Alice Sommer-Herz: She was full of a special kind of laughter and joy

First person account


By Rodney Greenberg, February 27, 2014
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Alice Sommer-herz was blessed with a captivating smile.

Even when recalling Terezin — the Czech concentration camp which the Nazis disguised as a haven for Jewish intellectuals so effectively that the Red Cross were fooled during their choreographed, one-day visit — she never fell into solemn soul-searching.

This twinkling, gregarious survivor of cruelty and deprivation was able to say she was “always laughing” during her two years in the camp’s bizarre mixture of artistic exuberance and constant threat of death.

It was a special kind of laughter, a joy she shared. “We were happy in Terezin, knowing we would play music in the evening. It saved our lives,” she said.

She never lost faith in humanity. It was the source of her indomitable spirit

For an interview in this paper on her 100th birthday, Alice welcomed me to her flat in Belsize Park (now identified worldwide as Number 6 in the Oscar-nominated film).

She spoke of how music sustained both her and her son Stefan, who took the name Raphael (“Raffi”) after they both settled in Israel. Her husband, Leopold, perished in Dachau only six weeks before its liberation. Her mother’s fate remains unknown. For Alice, a concert pianist, “practising the 24 Chopin Etudes was my way out of despair”.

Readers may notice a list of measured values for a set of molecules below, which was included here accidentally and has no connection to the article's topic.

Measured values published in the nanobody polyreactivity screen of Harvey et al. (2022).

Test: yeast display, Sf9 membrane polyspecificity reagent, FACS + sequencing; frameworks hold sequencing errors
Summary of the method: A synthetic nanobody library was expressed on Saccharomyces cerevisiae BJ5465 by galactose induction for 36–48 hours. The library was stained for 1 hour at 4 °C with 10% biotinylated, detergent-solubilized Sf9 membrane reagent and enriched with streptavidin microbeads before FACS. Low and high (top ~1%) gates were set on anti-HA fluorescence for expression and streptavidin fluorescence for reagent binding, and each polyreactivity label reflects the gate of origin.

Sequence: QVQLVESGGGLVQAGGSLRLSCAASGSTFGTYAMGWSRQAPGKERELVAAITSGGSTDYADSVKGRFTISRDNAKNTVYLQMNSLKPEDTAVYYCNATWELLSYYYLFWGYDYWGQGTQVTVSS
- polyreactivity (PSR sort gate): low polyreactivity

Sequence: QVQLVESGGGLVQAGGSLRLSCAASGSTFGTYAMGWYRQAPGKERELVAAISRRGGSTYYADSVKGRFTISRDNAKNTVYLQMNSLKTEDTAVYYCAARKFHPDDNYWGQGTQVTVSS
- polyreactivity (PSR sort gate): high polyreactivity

I first met Raffi in 1973, when his mentor Paul Tortelier delegated him to choose young cellists for a BBC Tortelier Masterclass series.

I didn’t know he’d sung in the Terezin children’s opera Brundibar, its happy tunes only partially disguising the opera’s defiant message to the Nazi audience.

“When Raffi grew up”, Alice told me, “he couldn’t remember anything horrible in Terezin, only the music. I did not save him, he saved me.”

Alice worshipped Bach, Mozart, Beethoven, Schubert, Schumann, Mahler. They, too, had wrestled with fate. Four of those composers suffered the deaths of their infant children.

Alice’s lifespan was more than three times that of Mozart or Schubert, twice that of Beethoven.

She never lost faith in music nor in humanity. It gave her the gift to inspire goodness. It was the source of her indomitable spirit

Rodney Greenberg is a television music producer and author

Last updated: 1:12pm, February 27 2014